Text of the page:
Google’s latest search algorithm, dubbed Hummingbird for being precise and fast, has sent marketers and business owners into a panic over their Search Engine Optimization (SEO) efforts and search traffic. However, this Google algorithm update extends beyond just that of organic search. In an effort to maintain its dominance as a multi-use platform, the Hummingbird algorithm affects several of Google’s products – all of which are aimed towards improving the user experience.
Users Use Mobile Devices And Voice For Their Searches
Google developed the Hummingbird, in response to increased mobile and voice searches. The original algorithm was designed for how people searched for things a decade ago. Search patterns have since changed. Even with Penguin (which addressed poor quality links), Panda (which addressed poor quality content), and Caffeine (which updated the indexing) updates, the search algorithm no longer reflected the increasingly long and complex queries people were entering into search. Hummingbird tries to take context into consideration, instead of just focusing on keywords, which finally addresses the growing complexity of questions searched by users. More than ever, user intent drives the search results, rather than through keyword matching.
Google announced the update at the end of September during a press event for their 15th anniversary, Hummingbird is designed to respond to “natural conversation” queries instead of the less sophisticated “keyword” search.
Voice searches on desktop and mobile devices are partly responsible for driving the development of an algorithm that responds to longer conversational searches that touch on many elements, rather than keyword or keyword groups. Mobile searches in the United States grew 26 percent in the nine months between March and December of 2012; and with technology like Apple’s Siri and Google’s Voice Search, more people are speaking their searches rather than typing them. Hummingbird is Google’s way of making sure that they provided the best voice search experience around for users.
As more and more people rely on mobile phones for on-the-go searches, a streamlined, effective and accurate search experience is key for maintaining a stronghold on the mobile market. The development of Hummingbird to respond to conversational searches will Google stay at the top of the heap. According to comScore, the number one visited property on smartphones — both Apple and Android — were Google Sites. And Google apps were numbers three through six of the most used apps.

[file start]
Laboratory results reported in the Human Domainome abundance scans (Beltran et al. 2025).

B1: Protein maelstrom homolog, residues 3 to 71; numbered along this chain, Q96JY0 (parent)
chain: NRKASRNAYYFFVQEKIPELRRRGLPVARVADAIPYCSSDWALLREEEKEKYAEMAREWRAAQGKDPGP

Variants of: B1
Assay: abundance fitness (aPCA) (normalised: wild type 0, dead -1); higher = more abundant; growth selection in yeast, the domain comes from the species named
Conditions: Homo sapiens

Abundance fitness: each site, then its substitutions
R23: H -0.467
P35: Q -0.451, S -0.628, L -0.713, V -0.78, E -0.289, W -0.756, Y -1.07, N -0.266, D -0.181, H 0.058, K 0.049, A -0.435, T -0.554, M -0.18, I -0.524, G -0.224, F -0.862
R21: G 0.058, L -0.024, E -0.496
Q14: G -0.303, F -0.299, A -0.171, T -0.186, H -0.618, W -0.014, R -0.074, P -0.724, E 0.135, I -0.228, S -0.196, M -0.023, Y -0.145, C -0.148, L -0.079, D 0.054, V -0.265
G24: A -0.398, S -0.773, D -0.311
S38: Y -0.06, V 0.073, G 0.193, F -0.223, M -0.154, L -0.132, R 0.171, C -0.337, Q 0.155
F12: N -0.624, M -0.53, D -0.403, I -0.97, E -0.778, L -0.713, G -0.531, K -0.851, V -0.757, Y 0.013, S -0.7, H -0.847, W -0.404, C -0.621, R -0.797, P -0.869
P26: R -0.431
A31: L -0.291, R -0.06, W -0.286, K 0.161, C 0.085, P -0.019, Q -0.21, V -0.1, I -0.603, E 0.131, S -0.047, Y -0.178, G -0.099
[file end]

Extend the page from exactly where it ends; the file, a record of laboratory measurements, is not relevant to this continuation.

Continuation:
Hummingbird Set To Improve Overall Google UX
Hummingbird affects Google’s other products. Users who sign in will reap the greatest rewards from the new algorithm, as Google starts tying together all the disparate pieces of information scattered throughout the web. For example, when a signed-in user enters a search query, Hummingbird pulls additional information from the user’s location, saved locations, Google+ profile and network, time of day, and previous searches. This multi-prong information gathering allows Hummingbird to return more exact results, tailored to the user’s interests and location.
Google+ is one of the products that will be affected by Hummingbird, as the new algorithm was also designed to address the increasingly social aspect of search. Google+ is considered to be an element used to improve search user experience, and the roll-out of Hummingbird may be a way to compete with Facebook’s Open Graph search. For example, Google+ integration into Google search gives weight to the Google+ profile of the author, ensuring that the articles pulled to match a query are from reputable authors, who are acknowledged experts in their field. This helps cut out the fluff or spammy articles, improving the results for the user.